Our week that was: Gooseberries, a group visit, germs and a gilet

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OK, enough already with the alliteration. We promise, we won’t do it again!

Before you read on, one of the other little things we did this week – along with what seems like half the world’s population – was to join Threads. We’ve not got our heads round the app yet, and we’re not sure how much use we’ll make of it… but go give us a follow if you’ve joined too.

Home-grown fruit

Bowl of home-grown gooseberries

I’ve been trying to work out my optimum gooseberry-harvesting timing – don’t pick them before they’re ripe, but don’t allow the birds to get there before me. One of our bushes was completely devoured by sawfly larvae and it produced no fruit. But another was heavily weighed down with an abundance of large, bright green gooseberries.

Gooseberry compote Gooseberry sponge pudding

I held off for as long as I dared before picking just under 500 grams, about half of the crop. Justin doesn’t like them, so I had to find things to do with it where it wouldn’t go to waste. I made jam and pickle last year, and still have jars of both left in the pantry. I decided to use the majority to make (almost) a large jar of compote and the remainder in a fruit sponge. The compote will be swirled into my morning yoghurt and the sponge – with a pouring of thick cream – made two portions of delicious dessert for me!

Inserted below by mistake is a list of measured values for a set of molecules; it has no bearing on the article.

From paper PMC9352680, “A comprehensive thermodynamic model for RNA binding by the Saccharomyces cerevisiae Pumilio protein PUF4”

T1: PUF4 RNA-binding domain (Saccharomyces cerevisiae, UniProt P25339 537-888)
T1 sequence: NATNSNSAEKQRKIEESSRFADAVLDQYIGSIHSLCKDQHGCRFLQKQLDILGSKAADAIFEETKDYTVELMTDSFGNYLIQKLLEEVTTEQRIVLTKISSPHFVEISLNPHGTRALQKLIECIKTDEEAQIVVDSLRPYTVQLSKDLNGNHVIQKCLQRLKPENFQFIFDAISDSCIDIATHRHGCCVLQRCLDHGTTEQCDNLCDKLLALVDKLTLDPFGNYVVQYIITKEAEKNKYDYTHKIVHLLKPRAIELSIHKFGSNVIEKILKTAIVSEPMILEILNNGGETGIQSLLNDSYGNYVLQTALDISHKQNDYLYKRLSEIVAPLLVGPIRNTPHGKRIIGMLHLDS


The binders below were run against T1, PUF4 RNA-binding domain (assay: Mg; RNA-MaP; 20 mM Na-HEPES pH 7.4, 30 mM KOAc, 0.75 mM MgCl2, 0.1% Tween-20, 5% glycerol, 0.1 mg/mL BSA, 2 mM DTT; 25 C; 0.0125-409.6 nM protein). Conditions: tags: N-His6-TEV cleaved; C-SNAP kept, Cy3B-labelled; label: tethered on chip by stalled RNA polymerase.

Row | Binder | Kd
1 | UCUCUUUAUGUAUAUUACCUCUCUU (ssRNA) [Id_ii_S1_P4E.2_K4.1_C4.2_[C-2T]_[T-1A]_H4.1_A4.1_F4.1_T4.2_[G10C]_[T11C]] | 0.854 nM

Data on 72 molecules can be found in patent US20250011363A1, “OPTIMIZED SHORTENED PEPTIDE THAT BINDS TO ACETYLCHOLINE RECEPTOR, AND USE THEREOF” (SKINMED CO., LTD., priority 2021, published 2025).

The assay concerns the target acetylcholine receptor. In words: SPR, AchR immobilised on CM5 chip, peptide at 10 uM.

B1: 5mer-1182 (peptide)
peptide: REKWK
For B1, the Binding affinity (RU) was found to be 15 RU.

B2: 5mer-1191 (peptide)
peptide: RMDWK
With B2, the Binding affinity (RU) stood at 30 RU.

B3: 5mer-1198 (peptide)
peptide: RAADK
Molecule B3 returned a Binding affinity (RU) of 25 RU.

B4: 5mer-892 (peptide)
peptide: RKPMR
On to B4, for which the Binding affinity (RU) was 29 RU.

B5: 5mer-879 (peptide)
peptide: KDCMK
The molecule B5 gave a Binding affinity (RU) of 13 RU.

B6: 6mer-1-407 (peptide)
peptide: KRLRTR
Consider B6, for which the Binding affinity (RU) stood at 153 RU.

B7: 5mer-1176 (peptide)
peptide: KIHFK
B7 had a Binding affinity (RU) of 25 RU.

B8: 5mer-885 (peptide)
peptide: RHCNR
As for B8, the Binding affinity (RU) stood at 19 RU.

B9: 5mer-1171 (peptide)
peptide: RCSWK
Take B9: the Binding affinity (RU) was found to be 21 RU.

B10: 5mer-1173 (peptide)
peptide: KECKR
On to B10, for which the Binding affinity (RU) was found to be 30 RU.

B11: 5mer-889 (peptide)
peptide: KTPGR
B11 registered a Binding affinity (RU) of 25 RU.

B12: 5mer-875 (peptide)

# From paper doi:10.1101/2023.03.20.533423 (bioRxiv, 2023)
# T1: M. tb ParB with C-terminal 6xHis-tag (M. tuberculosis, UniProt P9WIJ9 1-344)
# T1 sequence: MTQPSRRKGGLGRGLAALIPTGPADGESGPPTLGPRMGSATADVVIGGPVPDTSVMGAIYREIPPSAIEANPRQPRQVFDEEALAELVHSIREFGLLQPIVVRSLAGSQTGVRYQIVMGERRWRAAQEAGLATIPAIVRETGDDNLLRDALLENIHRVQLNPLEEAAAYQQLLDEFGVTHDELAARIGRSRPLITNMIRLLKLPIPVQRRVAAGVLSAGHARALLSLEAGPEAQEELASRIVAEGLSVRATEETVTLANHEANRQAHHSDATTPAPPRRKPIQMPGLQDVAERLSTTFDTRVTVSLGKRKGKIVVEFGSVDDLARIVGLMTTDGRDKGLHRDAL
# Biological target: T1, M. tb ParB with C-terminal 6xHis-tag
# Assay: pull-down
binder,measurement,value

The Catholic Church at Henllan

Interior of the Italian Catholic Church at the prisoner-of-war camp, Henllan

Last weekend, I went on a coach trip with my local WI group to visit the prisoner-of-war camp at Henllan. After a quick stop for coffee and scone at the nearby Teifi Valley Railway, we made our way to the prisoner-of-war camp, specifically to see the fascinating Church of the Sacred Heart located there.

Exterior of the Italian Catholic Church at the prisoner-of-war camp, Henllan Exterior of the Italian Catholic Church at the prisoner-of-war camp, Henllan

Created by the Italian WWII prisoners who were housed there, the church is testament to what can be achieved with a lot of determination and very little else. The men were given permission to use one of the accommodation huts as a place of worship.

Faux marble column capital in the Italian Catholic Church at the prisoner-of-war camp, Henllan Faux marble column capital in the Italian Catholic Church at the prisoner-of-war camp, Henllan